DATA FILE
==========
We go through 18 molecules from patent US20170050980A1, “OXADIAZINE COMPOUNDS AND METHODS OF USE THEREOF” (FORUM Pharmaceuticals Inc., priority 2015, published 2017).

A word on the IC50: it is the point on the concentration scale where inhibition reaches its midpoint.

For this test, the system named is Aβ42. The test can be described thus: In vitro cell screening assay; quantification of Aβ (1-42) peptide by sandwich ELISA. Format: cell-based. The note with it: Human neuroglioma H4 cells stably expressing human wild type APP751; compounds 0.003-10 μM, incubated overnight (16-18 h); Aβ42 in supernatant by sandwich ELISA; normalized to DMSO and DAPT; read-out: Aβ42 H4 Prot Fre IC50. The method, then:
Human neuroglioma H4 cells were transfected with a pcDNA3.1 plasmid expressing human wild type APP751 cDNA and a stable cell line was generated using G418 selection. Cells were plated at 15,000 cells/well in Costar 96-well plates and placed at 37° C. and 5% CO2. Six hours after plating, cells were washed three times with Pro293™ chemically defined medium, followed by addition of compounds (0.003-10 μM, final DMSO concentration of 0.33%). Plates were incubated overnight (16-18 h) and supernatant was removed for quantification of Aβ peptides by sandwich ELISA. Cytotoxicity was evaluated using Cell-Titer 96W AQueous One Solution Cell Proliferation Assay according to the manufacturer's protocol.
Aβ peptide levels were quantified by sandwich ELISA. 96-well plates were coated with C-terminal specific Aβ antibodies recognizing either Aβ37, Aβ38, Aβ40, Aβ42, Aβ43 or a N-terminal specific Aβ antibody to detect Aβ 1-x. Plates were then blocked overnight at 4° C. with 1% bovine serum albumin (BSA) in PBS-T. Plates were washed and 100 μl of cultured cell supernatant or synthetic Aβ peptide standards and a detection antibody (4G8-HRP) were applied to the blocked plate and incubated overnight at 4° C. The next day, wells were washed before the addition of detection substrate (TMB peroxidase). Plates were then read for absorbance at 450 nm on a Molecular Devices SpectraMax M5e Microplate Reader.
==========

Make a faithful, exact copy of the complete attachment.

We go through 18 molecules from patent US20170050980A1, “OXADIAZINE COMPOUNDS AND METHODS OF USE THEREOF” (FORUM Pharmaceuticals Inc., priority 2015, published 2017).

A word on the IC50: it is the point on the concentration scale where inhibition reaches its midpoint.

For this test, the system named is Aβ42. The test can be described thus: In vitro cell screening assay; quantification of Aβ (1-42) peptide by sandwich ELISA. Format: cell-based. The note with it: Human neuroglioma H4 cells stably expressing human wild type APP751; compounds 0.003-10 μM, incubated overnight (16-18 h); Aβ42 in supernatant by sandwich ELISA; normalized to DMSO and DAPT; read-out: Aβ42 H4 Prot Fre IC50. The method, then:
Human neuroglioma H4 cells were transfected with a pcDNA3.1 plasmid expressing human wild type APP751 cDNA and a stable cell line was generated using G418 selection. Cells were plated at 15,000 cells/well in Costar 96-well plates and placed at 37° C. and 5% CO2. Six hours after plating, cells were washed three times with Pro293™ chemically defined medium, followed by addition of compounds (0.003-10 μM, final DMSO concentration of 0.33%). Plates were incubated overnight (16-18 h) and supernatant was removed for quantification of Aβ peptides by sandwich ELISA. Cytotoxicity was evaluated using Cell-Titer 96W AQueous One Solution Cell Proliferation Assay according to the manufacturer's protocol.
Aβ peptide levels were quantified by sandwich ELISA. 96-well plates were coated with C-terminal specific Aβ antibodies recognizing either Aβ37, Aβ38, Aβ40, Aβ42, Aβ43 or a N-terminal specific Aβ antibody to detect Aβ 1-x. Plates were then blocked overnight at 4° C. with 1% bovine serum albumin (BSA) in PBS-T. Plates were washed and 100 μl of cultured cell supernatant or synthetic Aβ peptide standards and a detection antibody (4G8-HRP) were applied to the blocked plate and incubated overnight at 4° C. The next day, wells were washed before the addition of detection substrate (TMB peroxidase). Plates were then read for absorbance at 450 nm on a Molecular Devices SpectraMax M5e Microplate Reader.